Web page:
Sammanfattning

BACKGROUND AND OBJECTIVE:
Adults born preterm score lower on performance-based tests of executive functioning (EF) than their term-born peers. These test scores do not necessarily translate to application of these skills in an everyday environment. The objective of the study was to test differences between very low birth weight (VLBW; <1500 g) adults and their term-born peers in self- and parent-rated EF and examine concordance between self- and parent-rated EF and performance-based tests of EF.
METHODS:
A longitudinal study of 90 VLBW adults and 93 term-born controls (aged 21-30 years) was performed. The young adults and their parents filled in the Behavioral Rating Inventory of Executive Functioning-Adult Version, and the adults underwent performance-based tests of EF.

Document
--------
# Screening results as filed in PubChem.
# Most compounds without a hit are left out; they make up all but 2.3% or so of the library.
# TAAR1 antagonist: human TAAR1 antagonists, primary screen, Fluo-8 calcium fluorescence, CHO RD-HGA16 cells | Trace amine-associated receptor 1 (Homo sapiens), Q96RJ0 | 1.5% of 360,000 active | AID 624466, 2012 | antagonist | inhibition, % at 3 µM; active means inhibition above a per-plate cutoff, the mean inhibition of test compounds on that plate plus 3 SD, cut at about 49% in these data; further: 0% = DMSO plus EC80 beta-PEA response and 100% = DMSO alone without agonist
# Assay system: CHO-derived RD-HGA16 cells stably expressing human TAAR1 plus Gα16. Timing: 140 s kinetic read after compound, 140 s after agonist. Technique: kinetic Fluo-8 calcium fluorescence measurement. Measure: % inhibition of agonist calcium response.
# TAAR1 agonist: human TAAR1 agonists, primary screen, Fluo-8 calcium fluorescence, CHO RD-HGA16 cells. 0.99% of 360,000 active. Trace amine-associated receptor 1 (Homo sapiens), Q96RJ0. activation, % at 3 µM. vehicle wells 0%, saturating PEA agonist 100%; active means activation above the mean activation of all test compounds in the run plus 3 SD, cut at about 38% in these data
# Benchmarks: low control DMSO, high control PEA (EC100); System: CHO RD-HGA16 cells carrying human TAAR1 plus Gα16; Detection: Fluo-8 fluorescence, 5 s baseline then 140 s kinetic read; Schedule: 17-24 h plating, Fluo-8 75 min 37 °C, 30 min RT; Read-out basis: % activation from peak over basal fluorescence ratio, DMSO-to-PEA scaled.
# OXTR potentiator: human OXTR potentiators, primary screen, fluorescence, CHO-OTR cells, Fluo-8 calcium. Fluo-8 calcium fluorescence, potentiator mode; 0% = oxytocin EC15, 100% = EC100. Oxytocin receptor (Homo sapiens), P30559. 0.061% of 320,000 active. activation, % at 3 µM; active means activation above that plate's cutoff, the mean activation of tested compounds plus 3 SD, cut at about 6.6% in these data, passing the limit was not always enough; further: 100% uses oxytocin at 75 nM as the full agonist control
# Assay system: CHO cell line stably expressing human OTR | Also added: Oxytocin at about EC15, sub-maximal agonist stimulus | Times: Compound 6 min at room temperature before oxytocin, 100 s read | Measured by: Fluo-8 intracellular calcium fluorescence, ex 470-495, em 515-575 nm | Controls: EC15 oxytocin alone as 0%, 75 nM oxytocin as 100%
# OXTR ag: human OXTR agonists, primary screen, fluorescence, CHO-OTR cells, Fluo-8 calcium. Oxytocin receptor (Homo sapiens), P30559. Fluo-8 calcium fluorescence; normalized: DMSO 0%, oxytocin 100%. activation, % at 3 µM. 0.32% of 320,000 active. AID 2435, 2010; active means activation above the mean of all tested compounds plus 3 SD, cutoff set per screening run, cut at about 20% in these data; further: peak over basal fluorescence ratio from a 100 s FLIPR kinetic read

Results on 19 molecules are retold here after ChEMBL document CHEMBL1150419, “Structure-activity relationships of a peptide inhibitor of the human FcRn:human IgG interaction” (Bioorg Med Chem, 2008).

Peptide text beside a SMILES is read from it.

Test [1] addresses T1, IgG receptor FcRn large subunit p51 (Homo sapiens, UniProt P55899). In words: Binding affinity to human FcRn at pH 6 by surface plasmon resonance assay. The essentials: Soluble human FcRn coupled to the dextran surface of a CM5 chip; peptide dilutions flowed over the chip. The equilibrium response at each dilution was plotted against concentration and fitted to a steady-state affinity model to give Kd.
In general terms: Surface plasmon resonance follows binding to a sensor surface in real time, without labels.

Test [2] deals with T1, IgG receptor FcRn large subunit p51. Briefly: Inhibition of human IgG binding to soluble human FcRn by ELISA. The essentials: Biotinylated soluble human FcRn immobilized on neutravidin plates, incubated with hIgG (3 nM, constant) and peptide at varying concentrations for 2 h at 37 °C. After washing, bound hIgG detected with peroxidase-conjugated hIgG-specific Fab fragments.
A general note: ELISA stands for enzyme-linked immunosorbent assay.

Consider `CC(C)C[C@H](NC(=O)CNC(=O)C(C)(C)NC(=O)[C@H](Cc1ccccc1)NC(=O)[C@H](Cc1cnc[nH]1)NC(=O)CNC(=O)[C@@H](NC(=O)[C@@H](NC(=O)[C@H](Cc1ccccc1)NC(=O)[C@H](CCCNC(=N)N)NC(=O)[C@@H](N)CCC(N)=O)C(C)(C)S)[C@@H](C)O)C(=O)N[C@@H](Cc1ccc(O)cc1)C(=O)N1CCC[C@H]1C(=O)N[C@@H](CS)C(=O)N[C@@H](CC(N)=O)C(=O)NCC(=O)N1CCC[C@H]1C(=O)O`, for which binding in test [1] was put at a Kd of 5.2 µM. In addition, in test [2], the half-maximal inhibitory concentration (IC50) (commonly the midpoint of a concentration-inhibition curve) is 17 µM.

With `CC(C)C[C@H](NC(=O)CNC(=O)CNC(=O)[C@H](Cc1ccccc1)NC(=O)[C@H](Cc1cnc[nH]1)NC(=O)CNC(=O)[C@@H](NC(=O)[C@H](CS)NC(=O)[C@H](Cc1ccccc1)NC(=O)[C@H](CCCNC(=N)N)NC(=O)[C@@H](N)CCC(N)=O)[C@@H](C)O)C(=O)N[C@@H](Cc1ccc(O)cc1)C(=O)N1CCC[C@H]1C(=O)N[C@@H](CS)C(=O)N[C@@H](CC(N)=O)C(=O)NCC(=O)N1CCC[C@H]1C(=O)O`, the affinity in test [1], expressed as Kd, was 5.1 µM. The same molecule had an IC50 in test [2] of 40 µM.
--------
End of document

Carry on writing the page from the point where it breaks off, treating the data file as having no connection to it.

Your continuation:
RESULTS:
VLBW young adults and especially those born appropriate for gestational age reported fewer problems in behavioral regulation and global EF than term-born controls; however, parents of VLBW adults born small for gestational age reported more problems for their children in all EF scales than parents of the controls. Compared with their parents, VLBW young adults reported fewer problems in behavioral regulation. Adults' ratings and their parents' ratings correlated significantly among VLBW and control groups. In the VLBW and VLBW/small-for-gestational-age groups, parent ratings of EF were correlated to performance-based tests, whereas among term-born adults, self-reports correlated.
CONCLUSIONS:
These findings reveal that VLBW adults may have learned to compensate in the everyday environment for their EF deficits apparent in performance-based tests. Alternatively, VLBW adults may have positively skewed views of their abilities.
Originalspråkengelska
TidskriftPediatrics (English Edition)
Volym131
Utgåva1
Sidor (från-till)e243-e250
Antal sidor8
ISSN0031-4005
DOI
StatusPublicerad - 2013
MoE-publikationstypA1 Tidskriftsartikel-refererad

Vetenskapsgrenar

  • 515 Psykologi

Citera det här

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title = "Self- and parent-rated executive functioning in young adults with very low birth weight",